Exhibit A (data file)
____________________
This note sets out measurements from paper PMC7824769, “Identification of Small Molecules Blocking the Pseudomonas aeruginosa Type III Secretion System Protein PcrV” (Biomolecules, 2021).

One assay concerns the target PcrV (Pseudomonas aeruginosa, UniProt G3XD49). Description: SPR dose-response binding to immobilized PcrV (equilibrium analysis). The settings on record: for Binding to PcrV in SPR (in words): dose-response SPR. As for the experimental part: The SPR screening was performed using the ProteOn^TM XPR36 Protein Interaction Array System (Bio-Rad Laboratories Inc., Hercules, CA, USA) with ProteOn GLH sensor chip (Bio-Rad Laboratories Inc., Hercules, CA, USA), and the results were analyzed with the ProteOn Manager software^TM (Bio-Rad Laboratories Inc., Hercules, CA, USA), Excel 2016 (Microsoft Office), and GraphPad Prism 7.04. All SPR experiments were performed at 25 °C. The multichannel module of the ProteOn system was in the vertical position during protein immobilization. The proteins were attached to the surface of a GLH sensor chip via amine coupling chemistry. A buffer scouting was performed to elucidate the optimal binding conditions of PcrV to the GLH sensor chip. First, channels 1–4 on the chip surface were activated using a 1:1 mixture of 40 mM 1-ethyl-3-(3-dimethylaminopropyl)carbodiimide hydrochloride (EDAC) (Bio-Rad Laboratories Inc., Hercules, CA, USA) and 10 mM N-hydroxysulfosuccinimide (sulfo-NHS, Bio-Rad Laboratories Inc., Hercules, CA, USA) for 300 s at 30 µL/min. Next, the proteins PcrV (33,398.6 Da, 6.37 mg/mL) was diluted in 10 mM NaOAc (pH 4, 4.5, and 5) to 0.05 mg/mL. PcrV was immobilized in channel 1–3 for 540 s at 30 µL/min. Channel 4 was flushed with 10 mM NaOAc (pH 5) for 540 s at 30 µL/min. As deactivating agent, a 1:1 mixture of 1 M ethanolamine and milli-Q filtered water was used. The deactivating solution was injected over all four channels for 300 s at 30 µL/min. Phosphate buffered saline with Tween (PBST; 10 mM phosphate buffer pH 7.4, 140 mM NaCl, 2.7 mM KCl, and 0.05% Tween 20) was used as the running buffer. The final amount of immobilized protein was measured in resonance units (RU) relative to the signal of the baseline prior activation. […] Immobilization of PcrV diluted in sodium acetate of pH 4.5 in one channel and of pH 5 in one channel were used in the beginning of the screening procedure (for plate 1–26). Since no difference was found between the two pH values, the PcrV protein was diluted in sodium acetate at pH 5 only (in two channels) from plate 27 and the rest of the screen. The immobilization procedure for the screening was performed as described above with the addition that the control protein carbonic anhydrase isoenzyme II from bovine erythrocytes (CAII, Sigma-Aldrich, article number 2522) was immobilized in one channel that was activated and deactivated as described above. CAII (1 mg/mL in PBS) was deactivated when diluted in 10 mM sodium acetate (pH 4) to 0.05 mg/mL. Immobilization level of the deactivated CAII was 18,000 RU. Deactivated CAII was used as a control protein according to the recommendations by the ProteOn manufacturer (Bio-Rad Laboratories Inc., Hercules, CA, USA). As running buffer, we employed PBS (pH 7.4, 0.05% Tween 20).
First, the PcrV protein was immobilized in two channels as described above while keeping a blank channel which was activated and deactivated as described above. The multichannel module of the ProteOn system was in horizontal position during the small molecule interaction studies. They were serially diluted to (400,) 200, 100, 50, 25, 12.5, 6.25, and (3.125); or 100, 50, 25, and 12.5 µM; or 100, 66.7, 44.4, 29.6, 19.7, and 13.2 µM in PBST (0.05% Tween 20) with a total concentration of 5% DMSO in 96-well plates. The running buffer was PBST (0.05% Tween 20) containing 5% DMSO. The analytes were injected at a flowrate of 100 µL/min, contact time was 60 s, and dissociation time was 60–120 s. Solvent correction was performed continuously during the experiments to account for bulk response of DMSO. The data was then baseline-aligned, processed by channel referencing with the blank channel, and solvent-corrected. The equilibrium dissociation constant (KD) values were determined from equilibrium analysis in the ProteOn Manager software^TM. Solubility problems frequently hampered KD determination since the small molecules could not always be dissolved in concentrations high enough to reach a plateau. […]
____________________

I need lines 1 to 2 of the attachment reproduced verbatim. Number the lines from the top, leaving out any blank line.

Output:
This note sets out measurements from paper PMC7824769, “Identification of Small Molecules Blocking the Pseudomonas aeruginosa Type III Secretion System Protein PcrV” (Biomolecules, 2021).

One assay concerns the target PcrV (Pseudomonas aeruginosa, UniProt G3XD49). Description: SPR dose-response binding to immobilized PcrV (equilibrium analysis). The settings on record: for Binding to PcrV in SPR (in words): dose-response SPR. As for the experimental part: The SPR screening was performed using the ProteOn^TM XPR36 Protein Interaction Array System (Bio-Rad Laboratories Inc., Hercules, CA, USA) with ProteOn GLH sensor chip (Bio-Rad Laboratories Inc., Hercules, CA, USA), and the results were analyzed with the ProteOn Manager software^TM (Bio-Rad Laboratories Inc., Hercules, CA, USA), Excel 2016 (Microsoft Office), and GraphPad Prism 7.04. All SPR experiments were performed at 25 °C. The multichannel module of the ProteOn system was in the vertical position during protein immobilization. The proteins were attached to the surface of a GLH sensor chip via amine coupling chemistry. A buffer scouting was performed to elucidate the optimal binding conditions of PcrV to the GLH sensor chip. First, channels 1–4 on the chip surface were activated using a 1:1 mixture of 40 mM 1-ethyl-3-(3-dimethylaminopropyl)carbodiimide hydrochloride (EDAC) (Bio-Rad Laboratories Inc., Hercules, CA, USA) and 10 mM N-hydroxysulfosuccinimide (sulfo-NHS, Bio-Rad Laboratories Inc., Hercules, CA, USA) for 300 s at 30 µL/min. Next, the proteins PcrV (33,398.6 Da, 6.37 mg/mL) was diluted in 10 mM NaOAc (pH 4, 4.5, and 5) to 0.05 mg/mL. PcrV was immobilized in channel 1–3 for 540 s at 30 µL/min. Channel 4 was flushed with 10 mM NaOAc (pH 5) for 540 s at 30 µL/min. As deactivating agent, a 1:1 mixture of 1 M ethanolamine and milli-Q filtered water was used. The deactivating solution was injected over all four channels for 300 s at 30 µL/min. Phosphate buffered saline with Tween (PBST; 10 mM phosphate buffer pH 7.4, 140 mM NaCl, 2.7 mM KCl, and 0.05% Tween 20) was used as the running buffer. The final amount of immobilized protein was measured in resonance units (RU) relative to the signal of the baseline prior activation. […] Immobilization of PcrV diluted in sodium acetate of pH 4.5 in one channel and of pH 5 in one channel were used in the beginning of the screening procedure (for plate 1–26). Since no difference was found between the two pH values, the PcrV protein was diluted in sodium acetate at pH 5 only (in two channels) from plate 27 and the rest of the screen. The immobilization procedure for the screening was performed as described above with the addition that the control protein carbonic anhydrase isoenzyme II from bovine erythrocytes (CAII, Sigma-Aldrich, article number 2522) was immobilized in one channel that was activated and deactivated as described above. CAII (1 mg/mL in PBS) was deactivated when diluted in 10 mM sodium acetate (pH 4) to 0.05 mg/mL. Immobilization level of the deactivated CAII was 18,000 RU. Deactivated CAII was used as a control protein according to the recommendations by the ProteOn manufacturer (Bio-Rad Laboratories Inc., Hercules, CA, USA). As running buffer, we employed PBS (pH 7.4, 0.05% Tween 20).